• Welcome to the Cricket Web forums, one of the biggest forums in the world dedicated to cricket.

    You are currently viewing our boards as a guest which gives you limited access to view most discussions and access our other features. By joining our free community you will have access to post topics, respond to polls, upload content and access many other special features. Registration is fast, simple and absolutely free so please, join the Cricket Web community today!

    If you have any problems with the registration process or your account login, please contact us.

Isis

harsh.ag

Hall of Fame Member
I am guessing when Saddam was in power, there were Shia extremist groups operating in Iraq. Anyone know who those were? Anyone famous?
 

Bahnz

International Coach
Maybe there wouldn't be ISIS, but I reckon we would've seen a similar slaughter of civilians by Government forces (and all the resulting chaos) to that which occured in Syria following the Arab Spring.
 
Last edited:

AndyZaltzHair

International Coach
Since RTB mentioned The Daily Beast...



This Middle Eastern conflict is your classic piece of religious sectarian violence, and it has just spilt over into Paris.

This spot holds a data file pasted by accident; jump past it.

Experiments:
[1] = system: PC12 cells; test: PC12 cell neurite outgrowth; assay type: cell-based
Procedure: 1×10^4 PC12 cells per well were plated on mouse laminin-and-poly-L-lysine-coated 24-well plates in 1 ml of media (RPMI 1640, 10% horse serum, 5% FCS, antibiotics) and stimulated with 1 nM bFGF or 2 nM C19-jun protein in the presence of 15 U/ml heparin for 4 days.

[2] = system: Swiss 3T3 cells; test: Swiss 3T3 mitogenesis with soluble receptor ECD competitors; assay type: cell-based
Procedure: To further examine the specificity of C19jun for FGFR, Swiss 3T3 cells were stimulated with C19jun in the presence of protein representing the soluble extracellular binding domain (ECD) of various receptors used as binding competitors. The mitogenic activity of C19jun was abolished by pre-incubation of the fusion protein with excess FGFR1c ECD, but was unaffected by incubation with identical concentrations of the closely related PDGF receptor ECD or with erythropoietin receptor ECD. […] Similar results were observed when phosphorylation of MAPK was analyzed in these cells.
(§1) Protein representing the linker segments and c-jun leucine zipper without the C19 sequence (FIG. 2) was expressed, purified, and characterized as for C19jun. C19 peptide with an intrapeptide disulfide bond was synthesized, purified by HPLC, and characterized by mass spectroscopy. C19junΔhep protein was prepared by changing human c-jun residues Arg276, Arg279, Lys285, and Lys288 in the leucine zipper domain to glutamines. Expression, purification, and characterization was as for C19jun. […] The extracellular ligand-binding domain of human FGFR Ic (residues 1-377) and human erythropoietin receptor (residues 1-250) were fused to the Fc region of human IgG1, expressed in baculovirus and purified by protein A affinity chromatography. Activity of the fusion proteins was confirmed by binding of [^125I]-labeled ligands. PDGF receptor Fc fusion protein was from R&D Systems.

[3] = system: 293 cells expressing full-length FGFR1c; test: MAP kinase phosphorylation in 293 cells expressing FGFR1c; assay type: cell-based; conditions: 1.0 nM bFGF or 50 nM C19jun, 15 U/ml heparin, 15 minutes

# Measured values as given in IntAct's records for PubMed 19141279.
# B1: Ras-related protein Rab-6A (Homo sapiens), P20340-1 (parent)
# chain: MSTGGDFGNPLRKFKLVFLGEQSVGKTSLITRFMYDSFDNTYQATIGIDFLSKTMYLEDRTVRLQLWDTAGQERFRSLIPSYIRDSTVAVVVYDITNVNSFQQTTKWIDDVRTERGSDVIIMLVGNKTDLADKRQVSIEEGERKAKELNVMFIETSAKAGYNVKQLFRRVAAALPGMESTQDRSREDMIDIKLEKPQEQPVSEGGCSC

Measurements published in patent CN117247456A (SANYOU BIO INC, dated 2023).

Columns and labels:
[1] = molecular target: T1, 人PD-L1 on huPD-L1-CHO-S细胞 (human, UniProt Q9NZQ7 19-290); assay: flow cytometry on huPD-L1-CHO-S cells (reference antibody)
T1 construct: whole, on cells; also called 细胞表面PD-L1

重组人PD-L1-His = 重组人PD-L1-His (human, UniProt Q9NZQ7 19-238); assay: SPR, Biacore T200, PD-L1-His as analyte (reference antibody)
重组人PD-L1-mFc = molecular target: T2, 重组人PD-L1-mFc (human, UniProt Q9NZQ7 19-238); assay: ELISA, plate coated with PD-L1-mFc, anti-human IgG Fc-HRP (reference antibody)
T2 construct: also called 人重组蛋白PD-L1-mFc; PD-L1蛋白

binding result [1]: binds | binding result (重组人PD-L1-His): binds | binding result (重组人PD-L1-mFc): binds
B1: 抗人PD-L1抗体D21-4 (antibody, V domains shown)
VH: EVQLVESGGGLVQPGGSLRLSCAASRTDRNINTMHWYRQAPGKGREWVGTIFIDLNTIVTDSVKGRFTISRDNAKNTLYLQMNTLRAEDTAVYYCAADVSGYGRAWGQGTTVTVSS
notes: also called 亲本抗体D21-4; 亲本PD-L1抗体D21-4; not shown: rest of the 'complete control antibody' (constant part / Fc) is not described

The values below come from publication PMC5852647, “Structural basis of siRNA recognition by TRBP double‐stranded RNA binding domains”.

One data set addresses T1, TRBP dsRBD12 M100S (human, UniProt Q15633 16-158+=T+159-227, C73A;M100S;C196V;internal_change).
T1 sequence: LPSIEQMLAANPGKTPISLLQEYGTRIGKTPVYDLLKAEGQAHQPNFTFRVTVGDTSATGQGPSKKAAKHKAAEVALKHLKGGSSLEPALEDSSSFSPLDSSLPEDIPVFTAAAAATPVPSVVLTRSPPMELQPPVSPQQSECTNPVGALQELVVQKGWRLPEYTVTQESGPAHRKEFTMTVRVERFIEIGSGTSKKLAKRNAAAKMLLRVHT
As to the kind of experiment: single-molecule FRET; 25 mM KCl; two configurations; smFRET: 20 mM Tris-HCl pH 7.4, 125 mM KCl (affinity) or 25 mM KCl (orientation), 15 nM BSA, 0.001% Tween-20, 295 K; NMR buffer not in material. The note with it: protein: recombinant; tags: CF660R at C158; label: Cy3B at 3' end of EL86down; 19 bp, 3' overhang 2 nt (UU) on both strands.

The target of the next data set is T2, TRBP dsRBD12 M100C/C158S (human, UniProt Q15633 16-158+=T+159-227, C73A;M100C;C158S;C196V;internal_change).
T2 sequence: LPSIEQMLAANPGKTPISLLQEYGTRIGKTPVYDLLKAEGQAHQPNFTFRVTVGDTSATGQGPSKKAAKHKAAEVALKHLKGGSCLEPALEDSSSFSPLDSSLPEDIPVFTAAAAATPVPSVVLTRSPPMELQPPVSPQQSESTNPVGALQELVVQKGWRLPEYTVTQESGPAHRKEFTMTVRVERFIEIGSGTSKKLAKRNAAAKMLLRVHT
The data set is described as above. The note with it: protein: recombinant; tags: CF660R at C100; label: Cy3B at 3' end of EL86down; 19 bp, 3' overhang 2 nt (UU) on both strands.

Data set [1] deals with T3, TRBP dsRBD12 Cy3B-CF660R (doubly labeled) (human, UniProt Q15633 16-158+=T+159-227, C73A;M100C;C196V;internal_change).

One of the core ideologies of ISIS has been to target Shia/Yazidis and they gained grounds based on the movement. Al Zawahiri who fronted Al Qaeda in Iraq (AQI) and later which was overtaken by current ISIS head Al Baghdadi implemented the extreme violence against Shia/Yazidis. It worked for them because :

a) they gained support from anti Shia authorities from abroad
b) they were able to draw Sunni muslims/fighters who were oppressed by Shia authorities

Now ISIS is more focused on establishing the caliphate and stretch it or hold the territories at any cost. When Al Baghdadi declared Islamic State and the caliphate, there was influx of thousands of foreigners. They are still maintaining the ideology of attacking Shias but it's certainly not their priority.
 
Last edited:

AndyZaltzHair

International Coach
I am guessing when Saddam was in power, there were Shia extremist groups operating in Iraq. Anyone know who those were? Anyone famous?
There might have been Shia militants under Saddam's regime but the news did not reach international media. If there were any, they had to take extreme precaution and execute the plans mostly under cover
 

sledger

Spanish_Vicente
No, there'd be the Feyadeen instead, who in terms of personnel are in many ways the same thing.
Yeah, even with hindsight here's also no way of empirically demonstrating that maintaining the status quo in the Saddam situation should have been given of priority over a drive for conscious change. It's a nonsense article, the underlying logic of which is massively flawed, and that's true regardless of whether or not you agree with its overall message.
 

Dan

Global Moderator
Always easy to back someone as the "lesser of two evils" in hindsight, when the greater of the evils has arisen...
 

sledger

Spanish_Vicente
Always easy to back someone as the "lesser of two evils" in hindsight, when the greater of the evils has arisen...